Gazette: Wisconsin mother struggles with addiction, raising child

JANESVILLE, Wis. (AP) — Nicole Shipler had two secrets.

She was four months pregnant.

And she had been addicted to heroin for three years.

By the time the Janesville woman knew she was carrying a child, it was too late.

Her baby would be born addicted to opioids.

The medical term is neonatal abstinence syndrome, a condition caused by babies being exposed to opioids in the womb, said Elizabeth Loconto, a pediatrician at Mercyhealth East Clinic.

It is diagnosed after birth when babies exhibit symptoms of opioid withdrawal, Loconto told the Janesville Gazette .

The symptoms are heartbreaking to watch. High-pitched screeching, tremors, tightened muscles and trouble eating are only a few, Loconto said.

Wisconsin had 542 babies diagnosed with neonatal abstinence syndrome in 2017, according to the Wisconsin Department of Health Services.

For some mothers, becoming pregnant while addicted becomes motivation to get clean, officials say. Other mothers choose to let their children go into foster care as they struggle with addiction.

Shipler kept her addiction a secret from her boyfriend and family for years, but it couldn’t be a secret anymore.

She needed help.

Shipler didn’t know what to do. She was pregnant, addicted and none of her friends or family had been through this before.

Shipler’s addiction started after she took heroin with some friends, she said. She had already been struggling with alcoholism that stemmed from her divorce.

But doing heroin for fun quickly turned into a crippling addiction, Shipler said.

After calling around, her and her boyfriend found help at the Janesville Counseling Center, Shipler said. It was the only place they called with same-day availability.

Staff at the Janesville Counseling Center told her they would get her into a methadone clinic as soon as possible, she said.

Methadone is one of three medications used to help people with opioid addictions beat the disease.

In the meantime, Shipler said she couldn’t go into withdrawals because it could have harmed or killed the unborn baby.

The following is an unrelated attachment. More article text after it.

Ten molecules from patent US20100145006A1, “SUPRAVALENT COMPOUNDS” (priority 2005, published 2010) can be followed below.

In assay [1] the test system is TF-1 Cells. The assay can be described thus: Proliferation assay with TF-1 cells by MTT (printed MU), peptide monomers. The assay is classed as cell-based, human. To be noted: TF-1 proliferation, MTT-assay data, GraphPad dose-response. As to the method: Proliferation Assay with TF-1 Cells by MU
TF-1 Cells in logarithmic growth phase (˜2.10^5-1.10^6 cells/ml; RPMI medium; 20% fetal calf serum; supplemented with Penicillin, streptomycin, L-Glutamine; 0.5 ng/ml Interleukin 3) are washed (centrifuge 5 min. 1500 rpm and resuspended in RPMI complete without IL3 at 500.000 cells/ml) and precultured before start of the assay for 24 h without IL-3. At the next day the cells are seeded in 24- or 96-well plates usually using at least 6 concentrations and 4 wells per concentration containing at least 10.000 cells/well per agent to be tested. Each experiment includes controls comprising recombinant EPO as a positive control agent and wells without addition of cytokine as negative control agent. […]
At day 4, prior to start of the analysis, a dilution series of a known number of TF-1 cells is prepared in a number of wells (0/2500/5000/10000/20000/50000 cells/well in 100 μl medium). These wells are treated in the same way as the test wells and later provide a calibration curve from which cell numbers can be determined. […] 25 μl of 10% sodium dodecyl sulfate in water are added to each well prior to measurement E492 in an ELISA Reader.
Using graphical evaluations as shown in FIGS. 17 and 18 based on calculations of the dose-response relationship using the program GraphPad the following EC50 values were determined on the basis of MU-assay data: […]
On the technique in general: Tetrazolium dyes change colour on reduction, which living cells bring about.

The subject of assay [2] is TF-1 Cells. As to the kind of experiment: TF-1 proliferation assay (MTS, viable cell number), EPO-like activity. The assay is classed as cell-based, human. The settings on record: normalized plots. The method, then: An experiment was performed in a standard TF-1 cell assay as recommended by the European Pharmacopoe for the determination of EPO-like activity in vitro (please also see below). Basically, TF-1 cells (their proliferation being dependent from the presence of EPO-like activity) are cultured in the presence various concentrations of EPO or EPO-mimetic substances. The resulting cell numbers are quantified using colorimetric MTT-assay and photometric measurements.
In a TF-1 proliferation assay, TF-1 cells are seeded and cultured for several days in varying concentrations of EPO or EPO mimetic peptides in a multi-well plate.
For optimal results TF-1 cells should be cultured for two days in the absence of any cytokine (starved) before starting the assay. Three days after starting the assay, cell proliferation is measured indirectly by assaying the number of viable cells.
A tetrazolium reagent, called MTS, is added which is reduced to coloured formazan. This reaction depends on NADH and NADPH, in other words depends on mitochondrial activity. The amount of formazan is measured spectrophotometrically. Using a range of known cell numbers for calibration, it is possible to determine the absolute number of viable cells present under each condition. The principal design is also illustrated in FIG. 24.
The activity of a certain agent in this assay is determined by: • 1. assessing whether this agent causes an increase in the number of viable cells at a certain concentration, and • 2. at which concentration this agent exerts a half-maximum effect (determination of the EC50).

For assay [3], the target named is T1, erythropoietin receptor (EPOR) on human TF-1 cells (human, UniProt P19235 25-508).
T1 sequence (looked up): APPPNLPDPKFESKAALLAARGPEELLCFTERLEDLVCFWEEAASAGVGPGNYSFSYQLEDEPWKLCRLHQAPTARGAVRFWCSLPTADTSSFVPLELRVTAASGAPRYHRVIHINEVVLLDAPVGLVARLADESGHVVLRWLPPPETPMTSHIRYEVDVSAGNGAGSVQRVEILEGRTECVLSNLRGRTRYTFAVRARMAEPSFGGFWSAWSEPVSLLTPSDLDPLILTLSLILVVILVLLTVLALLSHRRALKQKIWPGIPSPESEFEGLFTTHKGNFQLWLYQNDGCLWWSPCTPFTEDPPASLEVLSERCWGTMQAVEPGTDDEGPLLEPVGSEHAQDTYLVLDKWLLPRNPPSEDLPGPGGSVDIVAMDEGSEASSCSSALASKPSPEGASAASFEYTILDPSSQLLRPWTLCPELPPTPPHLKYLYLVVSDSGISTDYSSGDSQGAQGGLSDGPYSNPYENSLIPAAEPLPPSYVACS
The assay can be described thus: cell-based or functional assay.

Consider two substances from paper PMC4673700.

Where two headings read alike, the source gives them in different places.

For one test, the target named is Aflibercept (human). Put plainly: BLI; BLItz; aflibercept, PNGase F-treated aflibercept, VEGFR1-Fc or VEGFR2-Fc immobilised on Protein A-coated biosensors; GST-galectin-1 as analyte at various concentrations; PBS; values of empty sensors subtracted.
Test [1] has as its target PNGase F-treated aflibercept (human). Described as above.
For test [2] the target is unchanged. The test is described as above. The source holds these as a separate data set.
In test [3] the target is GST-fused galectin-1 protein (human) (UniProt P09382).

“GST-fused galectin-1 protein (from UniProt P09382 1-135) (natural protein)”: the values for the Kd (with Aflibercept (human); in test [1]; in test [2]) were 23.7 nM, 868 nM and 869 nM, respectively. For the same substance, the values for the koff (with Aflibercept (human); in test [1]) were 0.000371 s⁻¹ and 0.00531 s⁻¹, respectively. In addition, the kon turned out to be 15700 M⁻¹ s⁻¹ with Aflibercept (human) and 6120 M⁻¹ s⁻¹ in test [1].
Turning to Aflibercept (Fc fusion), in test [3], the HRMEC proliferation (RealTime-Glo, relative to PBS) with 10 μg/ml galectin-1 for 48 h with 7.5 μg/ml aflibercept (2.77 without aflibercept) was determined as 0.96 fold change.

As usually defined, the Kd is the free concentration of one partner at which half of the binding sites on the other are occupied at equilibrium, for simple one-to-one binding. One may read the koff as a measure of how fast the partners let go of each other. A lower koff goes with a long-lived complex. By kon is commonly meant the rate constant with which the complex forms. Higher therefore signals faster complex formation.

“You don’t want to just stop the drugs cold turkey because the infant then can also go through withdrawal

in utero while the mom is going through withdrawal, which can have very bad side effects,” Loconto said.

The counseling center gave Shipler a plan to safely use heroin until she could get treatment, said Patty Lawrence, Shipler’s social worker from Rock County Human Services.

Shipler said she was told to use as little heroin as possible, have someone with her when she used and to only get drugs from people she had bought from before.

She continued using heroin for about a week until the Beloit Comprehensive Treatment Center had a spot for her in its methadone treatment program.

“It was kind of a blur that day,” Shipler said. “(There was) a lot of information, and the fear was really just so overwhelming. I just remember kind of being in a daze with everybody finding out. Now my secret’s out.”

Shipler gave birth to Madison on May 9, 2017, in Milwaukee.

Shipler lived briefly at the Meta House in Milwaukee, a residential drug treatment center for women, per recommendation of a social worker and the Rock County Drug Court program.

The baby girl was born two weeks early and weighed only 4 pounds, 11 ounces, Shipler said.

Madison stayed in the neonatal intensive care unit for about 10 days as nurses and doctors managed her withdrawal symptoms, Shipler said.

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